What do we really want from our rendering?

As of late on Twitter and elsewhere, I've had/read a few discussions about the goals of the time and energy poured into our pretty graphics, and I realized it might make an interesting blog post. I can still remember sitting in my first graphics programming class and hearing the professor talk about how it is the more often the goal to simulate film and photography than real life. This is a pretty broad generalization that I've found to actually hold true more often than not.

Even after I decided to write about this, I spotted this part of a fitting conversation between Emil Persson, John Carmack, and Stephen Hill:

This is actually a dilemma that is difficult to answer, and bears in mind questions about what other disciplines and groups have in mind. To me, the problem is that both approaches could be perfectly acceptable. In fact, I would go so far to argue that as broad generalization, that game players almost *want* to be put into a movie when they play a video game, often demanding increasingly cinematic experiences. On the other hand, I think a lot of gamers imagine the future as being "like you're actually in the game," which strays more toward the argument that we want to mimic the human eye over the camera lens. Maybe thinking about what players want isn't the right way to go about it, players want to have fun, and they don't always want to understand why. I have a feeling designers would care even less about this issue, caring more about effectively immersing the player in their levels and plots, which is not entirely relevant here because though because this is more heavily dependent on the actual content of the game. We don't care about content so much, we care about what the "eye" is.

The argument here is very much a discussion of whether or not rendering programmers are trying to simulate a film camera or a human eye, with a very significant part of that being the lens. If you're not familiar, some effects used in video games such as depth of field and lens flares are largely due to issues with capturing images by using a camera, instead of directly with a human eye. Consider that these are some of the things that gamers rave about over every time a big title puts out a new trailer or demo, yet if it seems a little crazy that these things we sometimes try very hard to reproduce, are actually artifacts. I believe there are a couple factors at play here, a big one being that filmmakers have employed the classic "it's not a bug, it's a feature!" mentality and have often used these "flaws" to great effect, which ties directly into what Stephen Hill is arguing in that Twitter conversation. Depth of field in particular jumps to mind as an effect useful for storytelling, and even things like the poor film quality simulated in Tarantino and Rodriguez's Grindhouse movies play a role in setting the mood, and I'm sure that such an effect could play a noticeable role in the right game. On the other hand, there's this amusing little comparison between video games and photography that shows just how ridiculous this copying of camera flaws can get:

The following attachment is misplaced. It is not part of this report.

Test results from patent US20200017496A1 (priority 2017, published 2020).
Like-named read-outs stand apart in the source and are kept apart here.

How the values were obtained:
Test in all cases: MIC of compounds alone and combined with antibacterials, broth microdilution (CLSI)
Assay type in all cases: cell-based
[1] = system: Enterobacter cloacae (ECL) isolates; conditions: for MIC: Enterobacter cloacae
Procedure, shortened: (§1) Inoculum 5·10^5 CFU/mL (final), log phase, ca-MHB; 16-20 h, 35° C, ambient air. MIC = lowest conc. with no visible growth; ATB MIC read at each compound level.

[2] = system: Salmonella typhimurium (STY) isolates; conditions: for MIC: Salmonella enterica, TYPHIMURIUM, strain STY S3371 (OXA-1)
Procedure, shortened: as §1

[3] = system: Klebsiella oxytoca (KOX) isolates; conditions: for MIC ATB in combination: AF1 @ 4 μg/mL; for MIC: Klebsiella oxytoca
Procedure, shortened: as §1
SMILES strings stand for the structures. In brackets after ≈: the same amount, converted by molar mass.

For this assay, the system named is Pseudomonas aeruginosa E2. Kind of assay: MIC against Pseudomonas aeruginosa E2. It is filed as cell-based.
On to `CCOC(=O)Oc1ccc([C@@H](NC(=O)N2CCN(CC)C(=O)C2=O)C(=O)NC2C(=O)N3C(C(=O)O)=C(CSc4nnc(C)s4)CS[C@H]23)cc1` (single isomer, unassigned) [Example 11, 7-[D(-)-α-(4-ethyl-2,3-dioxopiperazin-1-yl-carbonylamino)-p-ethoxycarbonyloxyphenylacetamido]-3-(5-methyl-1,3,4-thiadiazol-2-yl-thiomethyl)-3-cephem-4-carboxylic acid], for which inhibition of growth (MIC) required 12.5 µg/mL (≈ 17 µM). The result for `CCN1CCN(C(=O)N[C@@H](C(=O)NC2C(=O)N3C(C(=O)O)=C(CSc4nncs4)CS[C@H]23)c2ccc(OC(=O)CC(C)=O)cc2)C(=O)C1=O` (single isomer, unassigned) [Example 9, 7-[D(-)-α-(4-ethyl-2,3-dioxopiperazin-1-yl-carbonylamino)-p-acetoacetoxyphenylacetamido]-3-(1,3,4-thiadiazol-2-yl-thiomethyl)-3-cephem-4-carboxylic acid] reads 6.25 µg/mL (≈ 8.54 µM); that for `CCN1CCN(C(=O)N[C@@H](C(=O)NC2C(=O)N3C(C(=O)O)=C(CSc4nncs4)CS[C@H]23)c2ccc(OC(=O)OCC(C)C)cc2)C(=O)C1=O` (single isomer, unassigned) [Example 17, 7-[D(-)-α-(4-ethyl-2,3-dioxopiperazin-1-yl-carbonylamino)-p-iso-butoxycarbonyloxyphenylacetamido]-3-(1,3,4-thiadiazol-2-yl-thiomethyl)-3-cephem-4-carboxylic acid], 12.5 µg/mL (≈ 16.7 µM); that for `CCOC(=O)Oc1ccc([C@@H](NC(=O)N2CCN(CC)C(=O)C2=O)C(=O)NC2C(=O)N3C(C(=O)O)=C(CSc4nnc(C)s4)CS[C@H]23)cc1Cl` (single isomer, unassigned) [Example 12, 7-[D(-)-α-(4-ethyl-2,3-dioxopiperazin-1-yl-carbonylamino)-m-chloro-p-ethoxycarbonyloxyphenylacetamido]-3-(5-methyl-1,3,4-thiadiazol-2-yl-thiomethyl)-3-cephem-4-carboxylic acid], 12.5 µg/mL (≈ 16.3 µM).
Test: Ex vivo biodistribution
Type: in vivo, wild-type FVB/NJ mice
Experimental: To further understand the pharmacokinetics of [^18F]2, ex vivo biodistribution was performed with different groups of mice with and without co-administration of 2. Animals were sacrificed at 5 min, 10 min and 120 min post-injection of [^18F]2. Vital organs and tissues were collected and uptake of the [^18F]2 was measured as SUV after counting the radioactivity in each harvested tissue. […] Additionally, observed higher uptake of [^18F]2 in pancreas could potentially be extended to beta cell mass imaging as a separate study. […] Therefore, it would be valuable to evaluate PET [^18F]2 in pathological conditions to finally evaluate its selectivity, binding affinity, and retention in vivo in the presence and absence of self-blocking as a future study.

Yet one has to admit that HDR bloom tends to get a good "wow" factor from players, which leads to programmers running around on the internet sarcastically shouting for "MOAR BLOOM." After several experiences with team members boosting effects way too high (not to say I haven't done this myself, the key is to expect to adjust it back down), I've begun to understand why so many graphics programmers hold the physical basis of what they are creating to be of upmost importance. That being said, is it a physical basis of a camera or a human eye? I've read papers that discuss the physical basis of how an effect occurs in a camera, and I've read papers that discuss how an effect occurs in an eye, so really either could apply. However, that reminds me of a similar discussion...

Part 2: Reality or Art?

A related and perhaps more interesting discussion, is whether what looks "good" or what is actually "correct" is more important. This is something that when I started making games, I wasn't familiar with how technical this issue could get, but I think it stems from more than a few core deviations between artists and programmers. When it comes to visuals, everyone wants to have the "best," but just like the debate of whether or not that means duplicating camera artifacts among rendering programmers, there is the question of whether or not the best result is the one that is most realistic or the one that the artists think is best.